It is unclear how many Senators will support the amendment, which needs 60 votes to be adopted. What is clear is that some of the Senators opposing the amendment are very likely to turn around and support another amendment raft with subsidies for the natural gas vehicle (NGV) industry – the awkwardly-named New Alternatives to Give Americans Solutions (NAT GAS) Act.
Senators Richard Burr (R-NC), Robert Menendez (D-NJ) and Harry Reid (D-NV) want to provide generous subsidies for the NGV-industry – from the production of natural gas-powered vehicles and the purchase of these vehicles to the installation of fueling stations. Federal handouts to the NGV-industry, which has been lobbying non-stop for well over a year, is exactly what President Obama touted in his trip to Mount Holly, North Carolina last week.
After the President’s speech last week, Republican National Committee Chairman Reince Priebus said, “There is no reason to believe that today’s promises will be any different and is just another reason why North Carolinians can’t afford a second term of Barack Obama.” He is right that Americans cannot afford doubling down on failure. Yet, that is exactly what President Obama and many in the Senate appear ready to do, including some Republican Senators.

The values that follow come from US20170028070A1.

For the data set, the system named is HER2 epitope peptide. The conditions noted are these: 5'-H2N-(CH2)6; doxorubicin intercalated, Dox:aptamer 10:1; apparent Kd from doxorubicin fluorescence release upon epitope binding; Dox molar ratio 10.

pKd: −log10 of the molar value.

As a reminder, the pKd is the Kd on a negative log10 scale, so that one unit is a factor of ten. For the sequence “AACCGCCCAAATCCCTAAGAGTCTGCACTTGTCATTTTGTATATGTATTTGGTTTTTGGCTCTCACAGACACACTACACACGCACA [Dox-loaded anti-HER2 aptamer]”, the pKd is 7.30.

If we ever hope to turn back the big-government agenda enacted by President Obama, conservatism must carry the day in November. It must be about a choice between two fundamentally different visions for America. Conservatism does not carry the day by taking one for the team or enacting an Obama-lite agenda.
Fortunately, Senators will have an opportunity to provide a sharp contrast to the big-government, market-distorting policies offered by Senators Stabenow, Burr, Menendez and Reid.
Senator Jim DeMint (R-SC) will offer an amendment to repeal all the targeted tax credit subsidies for the energy industry, and lower the corporate tax rate by a corresponding amount. Instead of empowering the Washington Establishment to pick winners and losers, the DeMint Amendment would empower individuals and make America more competitive in the global economy.
The message is simple: lawmakers need to shed their selective subsidy outrage and get out of the business of picking winners and losers.